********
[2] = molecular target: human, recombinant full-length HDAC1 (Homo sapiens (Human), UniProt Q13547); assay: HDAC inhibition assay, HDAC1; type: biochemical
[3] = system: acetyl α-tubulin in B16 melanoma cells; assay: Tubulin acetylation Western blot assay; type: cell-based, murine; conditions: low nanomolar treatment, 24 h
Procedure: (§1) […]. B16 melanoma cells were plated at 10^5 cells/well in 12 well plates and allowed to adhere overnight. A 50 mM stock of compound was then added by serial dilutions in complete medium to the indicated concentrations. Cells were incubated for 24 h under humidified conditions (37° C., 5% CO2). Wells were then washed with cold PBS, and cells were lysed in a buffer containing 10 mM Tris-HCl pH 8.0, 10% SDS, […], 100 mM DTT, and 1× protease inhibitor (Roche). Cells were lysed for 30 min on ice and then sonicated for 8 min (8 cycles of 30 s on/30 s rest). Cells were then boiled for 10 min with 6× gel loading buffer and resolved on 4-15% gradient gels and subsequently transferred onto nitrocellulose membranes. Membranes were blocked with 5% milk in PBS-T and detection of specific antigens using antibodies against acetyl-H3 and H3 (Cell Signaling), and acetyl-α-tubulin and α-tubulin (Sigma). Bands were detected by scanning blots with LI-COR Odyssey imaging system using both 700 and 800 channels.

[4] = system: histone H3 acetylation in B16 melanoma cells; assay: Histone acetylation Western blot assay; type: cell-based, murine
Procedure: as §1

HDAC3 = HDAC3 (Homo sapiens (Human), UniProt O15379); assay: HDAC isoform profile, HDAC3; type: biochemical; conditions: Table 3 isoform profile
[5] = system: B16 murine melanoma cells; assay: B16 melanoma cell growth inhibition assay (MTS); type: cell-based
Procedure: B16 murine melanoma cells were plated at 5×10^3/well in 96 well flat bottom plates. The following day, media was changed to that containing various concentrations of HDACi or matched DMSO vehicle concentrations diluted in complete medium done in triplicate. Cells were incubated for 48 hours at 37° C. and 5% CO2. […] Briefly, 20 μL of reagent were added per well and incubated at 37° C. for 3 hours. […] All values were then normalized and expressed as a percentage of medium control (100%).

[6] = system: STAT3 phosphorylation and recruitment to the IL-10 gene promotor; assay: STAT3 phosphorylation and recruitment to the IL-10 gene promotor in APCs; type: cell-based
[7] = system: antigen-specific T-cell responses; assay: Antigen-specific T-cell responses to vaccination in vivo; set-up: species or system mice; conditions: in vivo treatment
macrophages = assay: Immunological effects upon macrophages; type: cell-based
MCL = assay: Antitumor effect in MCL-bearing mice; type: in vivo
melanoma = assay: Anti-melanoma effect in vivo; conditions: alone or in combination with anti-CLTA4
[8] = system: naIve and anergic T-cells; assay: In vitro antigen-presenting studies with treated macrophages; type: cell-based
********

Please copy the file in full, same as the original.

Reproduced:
[2] = molecular target: human, recombinant full-length HDAC1 (Homo sapiens (Human), UniProt Q13547); assay: HDAC inhibition assay, HDAC1; type: biochemical
[3] = system: acetyl α-tubulin in B16 melanoma cells; assay: Tubulin acetylation Western blot assay; type: cell-based, murine; conditions: low nanomolar treatment, 24 h
Procedure: (§1) […]. B16 melanoma cells were plated at 10^5 cells/well in 12 well plates and allowed to adhere overnight. A 50 mM stock of compound was then added by serial dilutions in complete medium to the indicated concentrations. Cells were incubated for 24 h under humidified conditions (37° C., 5% CO2). Wells were then washed with cold PBS, and cells were lysed in a buffer containing 10 mM Tris-HCl pH 8.0, 10% SDS, […], 100 mM DTT, and 1× protease inhibitor (Roche). Cells were lysed for 30 min on ice and then sonicated for 8 min (8 cycles of 30 s on/30 s rest). Cells were then boiled for 10 min with 6× gel loading buffer and resolved on 4-15% gradient gels and subsequently transferred onto nitrocellulose membranes. Membranes were blocked with 5% milk in PBS-T and detection of specific antigens using antibodies against acetyl-H3 and H3 (Cell Signaling), and acetyl-α-tubulin and α-tubulin (Sigma). Bands were detected by scanning blots with LI-COR Odyssey imaging system using both 700 and 800 channels.

[4] = system: histone H3 acetylation in B16 melanoma cells; assay: Histone acetylation Western blot assay; type: cell-based, murine
Procedure: as §1

HDAC3 = HDAC3 (Homo sapiens (Human), UniProt O15379); assay: HDAC isoform profile, HDAC3; type: biochemical; conditions: Table 3 isoform profile
[5] = system: B16 murine melanoma cells; assay: B16 melanoma cell growth inhibition assay (MTS); type: cell-based
Procedure: B16 murine melanoma cells were plated at 5×10^3/well in 96 well flat bottom plates. The following day, media was changed to that containing various concentrations of HDACi or matched DMSO vehicle concentrations diluted in complete medium done in triplicate. Cells were incubated for 48 hours at 37° C. and 5% CO2. […] Briefly, 20 μL of reagent were added per well and incubated at 37° C. for 3 hours. […] All values were then normalized and expressed as a percentage of medium control (100%).

[6] = system: STAT3 phosphorylation and recruitment to the IL-10 gene promotor; assay: STAT3 phosphorylation and recruitment to the IL-10 gene promotor in APCs; type: cell-based
[7] = system: antigen-specific T-cell responses; assay: Antigen-specific T-cell responses to vaccination in vivo; set-up: species or system mice; conditions: in vivo treatment
macrophages = assay: Immunological effects upon macrophages; type: cell-based
MCL = assay: Antitumor effect in MCL-bearing mice; type: in vivo
melanoma = assay: Anti-melanoma effect in vivo; conditions: alone or in combination with anti-CLTA4
[8] = system: naIve and anergic T-cells; assay: In vitro antigen-presenting studies with treated macrophages; type: cell-based